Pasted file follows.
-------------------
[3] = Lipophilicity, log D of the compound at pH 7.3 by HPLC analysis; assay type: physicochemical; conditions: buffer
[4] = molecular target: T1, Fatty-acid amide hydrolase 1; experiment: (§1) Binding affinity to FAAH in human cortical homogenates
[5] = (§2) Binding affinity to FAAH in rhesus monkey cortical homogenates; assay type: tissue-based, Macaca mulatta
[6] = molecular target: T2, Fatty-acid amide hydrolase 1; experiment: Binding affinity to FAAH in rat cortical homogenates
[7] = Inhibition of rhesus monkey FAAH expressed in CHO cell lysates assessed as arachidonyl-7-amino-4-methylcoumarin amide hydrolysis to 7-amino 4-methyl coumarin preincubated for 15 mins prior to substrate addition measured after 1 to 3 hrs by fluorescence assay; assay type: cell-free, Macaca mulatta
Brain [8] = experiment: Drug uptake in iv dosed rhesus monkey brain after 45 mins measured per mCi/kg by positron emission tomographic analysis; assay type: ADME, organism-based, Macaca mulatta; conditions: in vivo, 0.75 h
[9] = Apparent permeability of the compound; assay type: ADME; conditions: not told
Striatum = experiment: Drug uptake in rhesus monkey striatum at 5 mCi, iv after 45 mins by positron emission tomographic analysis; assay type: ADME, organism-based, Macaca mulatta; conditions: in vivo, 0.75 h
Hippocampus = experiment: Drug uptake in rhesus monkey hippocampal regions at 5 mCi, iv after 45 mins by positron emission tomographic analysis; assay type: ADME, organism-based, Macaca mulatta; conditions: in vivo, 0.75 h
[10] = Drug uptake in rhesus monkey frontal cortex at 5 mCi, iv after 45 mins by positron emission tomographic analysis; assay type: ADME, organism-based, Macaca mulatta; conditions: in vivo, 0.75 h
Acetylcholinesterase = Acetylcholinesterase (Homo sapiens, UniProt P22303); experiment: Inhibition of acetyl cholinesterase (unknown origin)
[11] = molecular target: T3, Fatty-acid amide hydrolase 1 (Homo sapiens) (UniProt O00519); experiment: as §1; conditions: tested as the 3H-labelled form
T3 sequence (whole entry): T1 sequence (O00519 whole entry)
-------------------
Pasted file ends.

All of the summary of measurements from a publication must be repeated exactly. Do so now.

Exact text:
[3] = Lipophilicity, log D of the compound at pH 7.3 by HPLC analysis; assay type: physicochemical; conditions: buffer
[4] = molecular target: T1, Fatty-acid amide hydrolase 1; experiment: (§1) Binding affinity to FAAH in human cortical homogenates
[5] = (§2) Binding affinity to FAAH in rhesus monkey cortical homogenates; assay type: tissue-based, Macaca mulatta
[6] = molecular target: T2, Fatty-acid amide hydrolase 1; experiment: Binding affinity to FAAH in rat cortical homogenates
[7] = Inhibition of rhesus monkey FAAH expressed in CHO cell lysates assessed as arachidonyl-7-amino-4-methylcoumarin amide hydrolysis to 7-amino 4-methyl coumarin preincubated for 15 mins prior to substrate addition measured after 1 to 3 hrs by fluorescence assay; assay type: cell-free, Macaca mulatta
Brain [8] = experiment: Drug uptake in iv dosed rhesus monkey brain after 45 mins measured per mCi/kg by positron emission tomographic analysis; assay type: ADME, organism-based, Macaca mulatta; conditions: in vivo, 0.75 h
[9] = Apparent permeability of the compound; assay type: ADME; conditions: not told
Striatum = experiment: Drug uptake in rhesus monkey striatum at 5 mCi, iv after 45 mins by positron emission tomographic analysis; assay type: ADME, organism-based, Macaca mulatta; conditions: in vivo, 0.75 h
Hippocampus = experiment: Drug uptake in rhesus monkey hippocampal regions at 5 mCi, iv after 45 mins by positron emission tomographic analysis; assay type: ADME, organism-based, Macaca mulatta; conditions: in vivo, 0.75 h
[10] = Drug uptake in rhesus monkey frontal cortex at 5 mCi, iv after 45 mins by positron emission tomographic analysis; assay type: ADME, organism-based, Macaca mulatta; conditions: in vivo, 0.75 h
Acetylcholinesterase = Acetylcholinesterase (Homo sapiens, UniProt P22303); experiment: Inhibition of acetyl cholinesterase (unknown origin)
[11] = molecular target: T3, Fatty-acid amide hydrolase 1 (Homo sapiens) (UniProt O00519); experiment: as §1; conditions: tested as the 3H-labelled form
T3 sequence (whole entry): T1 sequence (O00519 whole entry)